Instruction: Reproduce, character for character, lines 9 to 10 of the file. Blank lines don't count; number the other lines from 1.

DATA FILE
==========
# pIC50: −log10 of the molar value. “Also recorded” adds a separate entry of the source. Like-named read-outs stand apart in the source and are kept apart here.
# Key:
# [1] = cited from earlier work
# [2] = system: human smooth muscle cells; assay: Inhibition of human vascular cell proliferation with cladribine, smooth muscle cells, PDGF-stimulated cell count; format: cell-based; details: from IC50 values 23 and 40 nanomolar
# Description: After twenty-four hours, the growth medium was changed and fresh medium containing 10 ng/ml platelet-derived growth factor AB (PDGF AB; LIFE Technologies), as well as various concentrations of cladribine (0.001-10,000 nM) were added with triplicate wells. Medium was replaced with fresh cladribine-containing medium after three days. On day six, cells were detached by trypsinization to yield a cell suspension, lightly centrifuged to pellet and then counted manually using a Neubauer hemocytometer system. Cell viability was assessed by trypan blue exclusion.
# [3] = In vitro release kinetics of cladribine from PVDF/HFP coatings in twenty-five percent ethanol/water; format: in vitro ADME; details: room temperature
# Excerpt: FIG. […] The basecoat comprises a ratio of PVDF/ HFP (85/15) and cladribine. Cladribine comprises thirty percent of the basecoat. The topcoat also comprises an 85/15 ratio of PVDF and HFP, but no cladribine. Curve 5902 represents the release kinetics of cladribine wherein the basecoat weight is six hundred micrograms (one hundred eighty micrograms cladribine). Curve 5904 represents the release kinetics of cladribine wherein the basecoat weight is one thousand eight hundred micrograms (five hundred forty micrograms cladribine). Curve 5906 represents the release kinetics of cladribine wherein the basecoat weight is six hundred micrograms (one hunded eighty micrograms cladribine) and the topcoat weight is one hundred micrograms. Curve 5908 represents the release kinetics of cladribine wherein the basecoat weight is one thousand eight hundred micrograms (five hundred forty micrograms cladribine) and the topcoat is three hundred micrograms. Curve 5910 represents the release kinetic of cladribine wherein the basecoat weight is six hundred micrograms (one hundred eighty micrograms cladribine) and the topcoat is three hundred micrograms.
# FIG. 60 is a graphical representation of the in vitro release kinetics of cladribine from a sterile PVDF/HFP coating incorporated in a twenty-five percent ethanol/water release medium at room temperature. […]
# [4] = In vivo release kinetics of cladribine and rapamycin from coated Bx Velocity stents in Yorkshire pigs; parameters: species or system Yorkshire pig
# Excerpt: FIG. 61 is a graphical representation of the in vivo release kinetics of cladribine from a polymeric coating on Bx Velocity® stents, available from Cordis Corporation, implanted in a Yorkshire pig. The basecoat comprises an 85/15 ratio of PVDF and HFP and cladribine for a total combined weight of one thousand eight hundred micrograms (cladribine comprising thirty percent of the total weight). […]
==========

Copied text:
# [4] = In vivo release kinetics of cladribine and rapamycin from coated Bx Velocity stents in Yorkshire pigs; parameters: species or system Yorkshire pig
# Excerpt: FIG. 61 is a graphical representation of the in vivo release kinetics of cladribine from a polymeric coating on Bx Velocity® stents, available from Cordis Corporation, implanted in a Yorkshire pig. The basecoat comprises an 85/15 ratio of PVDF and HFP and cladribine for a total combined weight of one thousand eight hundred micrograms (cladribine comprising thirty percent of the total weight). […]